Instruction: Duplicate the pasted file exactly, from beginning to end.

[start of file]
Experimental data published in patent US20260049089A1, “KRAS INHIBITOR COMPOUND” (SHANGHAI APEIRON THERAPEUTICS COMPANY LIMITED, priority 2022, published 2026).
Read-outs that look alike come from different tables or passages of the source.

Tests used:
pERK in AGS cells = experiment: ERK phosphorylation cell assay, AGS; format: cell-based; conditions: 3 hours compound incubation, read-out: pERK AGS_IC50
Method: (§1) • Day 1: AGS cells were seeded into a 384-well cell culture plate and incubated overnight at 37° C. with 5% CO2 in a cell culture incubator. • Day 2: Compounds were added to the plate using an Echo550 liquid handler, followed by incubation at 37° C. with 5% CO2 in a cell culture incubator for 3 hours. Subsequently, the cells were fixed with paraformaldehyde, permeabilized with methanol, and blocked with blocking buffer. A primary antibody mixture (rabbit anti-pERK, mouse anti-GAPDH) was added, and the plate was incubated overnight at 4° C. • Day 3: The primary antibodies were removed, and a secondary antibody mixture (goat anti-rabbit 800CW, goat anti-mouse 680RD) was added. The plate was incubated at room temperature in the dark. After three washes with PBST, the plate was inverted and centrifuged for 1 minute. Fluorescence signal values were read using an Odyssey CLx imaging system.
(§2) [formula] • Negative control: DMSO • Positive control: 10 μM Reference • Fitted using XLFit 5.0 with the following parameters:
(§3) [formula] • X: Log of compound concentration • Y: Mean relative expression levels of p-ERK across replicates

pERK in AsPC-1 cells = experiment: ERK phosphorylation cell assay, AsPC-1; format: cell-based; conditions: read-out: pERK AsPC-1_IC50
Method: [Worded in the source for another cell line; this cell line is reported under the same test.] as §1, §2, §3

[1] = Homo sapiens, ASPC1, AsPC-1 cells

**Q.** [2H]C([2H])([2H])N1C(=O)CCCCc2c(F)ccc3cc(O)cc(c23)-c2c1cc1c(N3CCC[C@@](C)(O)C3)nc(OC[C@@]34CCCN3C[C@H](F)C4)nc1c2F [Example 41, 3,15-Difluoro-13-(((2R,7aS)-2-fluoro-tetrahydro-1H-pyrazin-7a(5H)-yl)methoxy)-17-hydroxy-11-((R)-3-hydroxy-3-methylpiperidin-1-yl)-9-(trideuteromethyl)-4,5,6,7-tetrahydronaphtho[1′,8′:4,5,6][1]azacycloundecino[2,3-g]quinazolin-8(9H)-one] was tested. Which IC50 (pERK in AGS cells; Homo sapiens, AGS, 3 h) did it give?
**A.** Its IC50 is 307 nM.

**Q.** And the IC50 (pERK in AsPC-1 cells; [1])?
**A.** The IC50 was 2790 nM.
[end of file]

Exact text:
Experimental data published in patent US20260049089A1, “KRAS INHIBITOR COMPOUND” (SHANGHAI APEIRON THERAPEUTICS COMPANY LIMITED, priority 2022, published 2026).
Read-outs that look alike come from different tables or passages of the source.

Tests used:
pERK in AGS cells = experiment: ERK phosphorylation cell assay, AGS; format: cell-based; conditions: 3 hours compound incubation, read-out: pERK AGS_IC50
Method: (§1) • Day 1: AGS cells were seeded into a 384-well cell culture plate and incubated overnight at 37° C. with 5% CO2 in a cell culture incubator. • Day 2: Compounds were added to the plate using an Echo550 liquid handler, followed by incubation at 37° C. with 5% CO2 in a cell culture incubator for 3 hours. Subsequently, the cells were fixed with paraformaldehyde, permeabilized with methanol, and blocked with blocking buffer. A primary antibody mixture (rabbit anti-pERK, mouse anti-GAPDH) was added, and the plate was incubated overnight at 4° C. • Day 3: The primary antibodies were removed, and a secondary antibody mixture (goat anti-rabbit 800CW, goat anti-mouse 680RD) was added. The plate was incubated at room temperature in the dark. After three washes with PBST, the plate was inverted and centrifuged for 1 minute. Fluorescence signal values were read using an Odyssey CLx imaging system.
(§2) [formula] • Negative control: DMSO • Positive control: 10 μM Reference • Fitted using XLFit 5.0 with the following parameters:
(§3) [formula] • X: Log of compound concentration • Y: Mean relative expression levels of p-ERK across replicates

pERK in AsPC-1 cells = experiment: ERK phosphorylation cell assay, AsPC-1; format: cell-based; conditions: read-out: pERK AsPC-1_IC50
Method: [Worded in the source for another cell line; this cell line is reported under the same test.] as §1, §2, §3

[1] = Homo sapiens, ASPC1, AsPC-1 cells

**Q.** [2H]C([2H])([2H])N1C(=O)CCCCc2c(F)ccc3cc(O)cc(c23)-c2c1cc1c(N3CCC[C@@](C)(O)C3)nc(OC[C@@]34CCCN3C[C@H](F)C4)nc1c2F [Example 41, 3,15-Difluoro-13-(((2R,7aS)-2-fluoro-tetrahydro-1H-pyrazin-7a(5H)-yl)methoxy)-17-hydroxy-11-((R)-3-hydroxy-3-methylpiperidin-1-yl)-9-(trideuteromethyl)-4,5,6,7-tetrahydronaphtho[1′,8′:4,5,6][1]azacycloundecino[2,3-g]quinazolin-8(9H)-one] was tested. Which IC50 (pERK in AGS cells; Homo sapiens, AGS, 3 h) did it give?
**A.** Its IC50 is 307 nM.

**Q.** And the IC50 (pERK in AsPC-1 cells; [1])?
**A.** The IC50 was 2790 nM.